By Darrel Crain, D.C.
Your prescription is ready Mrs. Jones, fresh intestinal whipworm eggs straight from the pig!
This type of medicine may sound rather unorthodox, but scientists testing this unusual treatment on six human patients with inflammatory bowel disease found that it helped every one of them.
Take two tablespoons of dirt and call me in the morning. That may sound like a bit of a stretch, but then again, mud pies may one day be squeezed into the five food groups. The hygiene hypothesis is gaining ground, folks, so if you think your health is worth fighting for, get ready to fight dirty!
Modern medicine has always held that we get sick because of something we catch, or something we ate, inhaled, or were exposed to in some other way.
Of course, this is the popular germ theory which states that germs cause disease. Those of us brought up on the germ theory know to constantly wage war on germs. Kill everything! Disinfect! Sanitize! Good. Now go wash your hands.
American industry answered our war cries by inventing at least 739 bazillion ways to massacre germs using antibacterial soaps, lotions, cleansers, sprays, toys, mattresses and even computer screens. Warnings in the medical literature that these products do nothing to reduce infection, but only contribute to new and scary strains of drug-resistant bacteria, have been lost in the germ war frenzy.
The hygiene hypothesis is a fairly new school of thought that turns the fear of germs on its proverbial head. We should, instead, get friendly with microbes and let them go up our collective noses, in this approach.
This view argues that early exposure to a wide variety of microbes is a good thing, permitting a growing child's immune system to develop and build up immune response "muscle."
If the germ theory leads down a white, sterilized hallway, the hygiene hypothesis seems to lead down a dusty old dirt road.
Researchers have long noticed an important difference in children who attend daycare at a very young age, as well as children who live with many brothers and sisters, or on a farm. All of them develop less asthma, hay fever, allergies, eczema, and other atopic diseases than do other children.
"Sickness is the vengeance of nature for the violation of her laws," wrote Charles Simmons.
But a lack of exposure to germs is only half the problem, leaving as it does, one leg of our immune system without enough to do, while the other leg gets too much stimulation. This chronically triggers an inappropriate response of the immune system to produce all the allergy stuff, such as histamines, mucus floods and inflammation.
Tragically, several common medical practices seem to be substantial contributors to this problem. Antibiotics, antipyretics (fever-lowering drugs), and even some vaccines have been shown to significantly raise the risk of asthma and the other atopic disorders.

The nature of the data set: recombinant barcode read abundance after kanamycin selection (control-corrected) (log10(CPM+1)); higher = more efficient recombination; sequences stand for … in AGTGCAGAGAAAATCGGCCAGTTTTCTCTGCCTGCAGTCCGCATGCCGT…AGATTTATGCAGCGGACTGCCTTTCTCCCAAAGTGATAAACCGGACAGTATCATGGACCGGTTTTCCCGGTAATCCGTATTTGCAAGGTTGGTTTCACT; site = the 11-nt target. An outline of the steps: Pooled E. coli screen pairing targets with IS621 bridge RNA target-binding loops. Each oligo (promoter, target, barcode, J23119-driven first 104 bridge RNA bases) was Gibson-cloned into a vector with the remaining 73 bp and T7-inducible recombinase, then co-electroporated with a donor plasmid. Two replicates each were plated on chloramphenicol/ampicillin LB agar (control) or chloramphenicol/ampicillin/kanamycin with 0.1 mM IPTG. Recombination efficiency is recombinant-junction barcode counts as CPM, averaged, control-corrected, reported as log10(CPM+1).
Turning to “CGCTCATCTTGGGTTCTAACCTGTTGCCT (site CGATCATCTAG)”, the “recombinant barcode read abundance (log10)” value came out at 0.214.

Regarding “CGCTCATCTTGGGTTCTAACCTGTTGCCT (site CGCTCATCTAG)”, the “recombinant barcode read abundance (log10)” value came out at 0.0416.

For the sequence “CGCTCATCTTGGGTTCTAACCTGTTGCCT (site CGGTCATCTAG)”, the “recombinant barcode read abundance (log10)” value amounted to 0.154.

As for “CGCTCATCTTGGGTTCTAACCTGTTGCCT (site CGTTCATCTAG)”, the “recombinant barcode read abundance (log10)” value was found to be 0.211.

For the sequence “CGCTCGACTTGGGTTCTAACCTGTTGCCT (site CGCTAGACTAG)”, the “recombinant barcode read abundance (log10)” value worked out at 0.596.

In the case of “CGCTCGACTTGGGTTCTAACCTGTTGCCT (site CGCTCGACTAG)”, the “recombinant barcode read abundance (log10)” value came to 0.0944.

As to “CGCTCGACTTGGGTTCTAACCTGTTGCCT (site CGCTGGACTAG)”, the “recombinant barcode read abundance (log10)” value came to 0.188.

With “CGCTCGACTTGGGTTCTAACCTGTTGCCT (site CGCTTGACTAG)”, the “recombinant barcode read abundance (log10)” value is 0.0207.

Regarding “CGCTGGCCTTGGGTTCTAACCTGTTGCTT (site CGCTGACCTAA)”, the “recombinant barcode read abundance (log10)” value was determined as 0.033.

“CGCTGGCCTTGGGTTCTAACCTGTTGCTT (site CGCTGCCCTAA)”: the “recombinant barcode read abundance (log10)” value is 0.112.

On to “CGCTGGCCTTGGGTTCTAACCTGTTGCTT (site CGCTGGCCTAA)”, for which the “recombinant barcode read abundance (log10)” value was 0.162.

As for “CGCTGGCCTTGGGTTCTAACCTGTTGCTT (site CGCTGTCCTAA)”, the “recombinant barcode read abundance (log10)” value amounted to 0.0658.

Autoimmune responses, such as multiple sclerosis, rheumatoid arthritis, inflammatory bowel disease and even Type I diabetes are on the list of disorders that may be caused, at least in part, by exposure to common medical interventions.
A recent study from Sweden published in the medical journal Lancet found that children in the families they studied who avoid antibiotics and vaccinations have fewer allergies than do other children.
"Half the modern drugs could well be thrown out the window, except that the birds might eat them," wrote Martin Fischer.
In our zeal to treat acute symptoms, we have become effective at suppressing robust expression of immune responses to normal childhood illness, including all the uncomfortable but productive symptoms of a healing crisis that would otherwise yield permanent immunity.
The hygiene hypothesis leads to some intriguing, perhaps shocking conclusions. Do you suppose nature intended all those kids to get all those colds at daycare and have all those fevers?
One might conclude that Mother Nature herself wants us all to have a bout of chicken pox, the measles, and yes, even the mumps while we're still young. In return we get permanent and non-toxic immunity. We also get to pump up our immune muscles and promote appropriate immune responses.
I have personally observed the scraped knee of a three-year-old heal just as quickly and well as the knee of a Harvard-trained medical practitioner with 42 years of practice under his belt. It comes as no surprise to me that nature's plan for our immune systems avoids many of the pitfalls unintentionally created with manmade medical interventions.
"Soap and education are not as sudden as a massacre, but they are more deadly in the long run," wrote Mark Twain.
The hygiene hypothesis forces us to face an important question never asked by medicine. Namely, "Which is preferable, expression, or suppression?" This basic question needs to be asked of every medical intervention, given the knowledge that many standard medical practices may come with a hefty price tag of chronic health disorders.
Perhaps the current outbreak of mumps in highly vaccinated adult populations is an opportunity to ask these kinds of hard questions. It wouldn't be the first time we needed to bury accepted standards of medical care in the compost heap of history after their underlying theories crumbled to dust.
I guess everything eventually goes back to the dirt. As the old saying goes, "Eat right, exercise regularly, die anyway." However, I believe that Mark Twain had the last word about all health opinions that get published, including those in newspapers: "Be careful about reading health books. You may die of a misprint."
Copyright © 2006 Darrel Crain - All rights reserved.
Dr. Darrel Crain
Natural Health Writer
President, CCA San Diego County District